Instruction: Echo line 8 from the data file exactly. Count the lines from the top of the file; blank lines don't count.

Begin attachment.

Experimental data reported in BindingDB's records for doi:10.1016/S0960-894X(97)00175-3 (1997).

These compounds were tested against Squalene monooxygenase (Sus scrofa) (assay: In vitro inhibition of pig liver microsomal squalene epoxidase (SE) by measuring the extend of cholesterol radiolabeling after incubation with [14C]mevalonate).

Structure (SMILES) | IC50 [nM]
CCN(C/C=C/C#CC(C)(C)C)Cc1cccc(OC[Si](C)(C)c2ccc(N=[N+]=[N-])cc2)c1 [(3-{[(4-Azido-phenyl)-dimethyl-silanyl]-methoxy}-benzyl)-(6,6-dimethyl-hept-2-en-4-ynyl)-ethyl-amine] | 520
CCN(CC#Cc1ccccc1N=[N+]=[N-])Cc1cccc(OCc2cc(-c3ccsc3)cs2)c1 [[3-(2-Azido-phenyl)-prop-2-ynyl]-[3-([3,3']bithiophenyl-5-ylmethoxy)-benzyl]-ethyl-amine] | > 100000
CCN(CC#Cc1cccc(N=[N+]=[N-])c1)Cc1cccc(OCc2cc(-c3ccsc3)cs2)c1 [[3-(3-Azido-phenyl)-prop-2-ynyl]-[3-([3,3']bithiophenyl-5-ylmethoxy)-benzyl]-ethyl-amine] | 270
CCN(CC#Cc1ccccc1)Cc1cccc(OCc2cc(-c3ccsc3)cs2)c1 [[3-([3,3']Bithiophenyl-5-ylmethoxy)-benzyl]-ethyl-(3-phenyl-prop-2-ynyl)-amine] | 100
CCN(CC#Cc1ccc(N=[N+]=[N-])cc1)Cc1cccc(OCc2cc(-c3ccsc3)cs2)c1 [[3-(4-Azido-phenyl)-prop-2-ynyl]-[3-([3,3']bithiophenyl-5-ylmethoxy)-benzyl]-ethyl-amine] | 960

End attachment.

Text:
CCN(CC#Cc1ccc(N=[N+]=[N-])cc1)Cc1cccc(OCc2cc(-c3ccsc3)cs2)c1 [[3-(4-Azido-phenyl)-prop-2-ynyl]-[3-([3,3']bithiophenyl-5-ylmethoxy)-benzyl]-ethyl-amine] | 960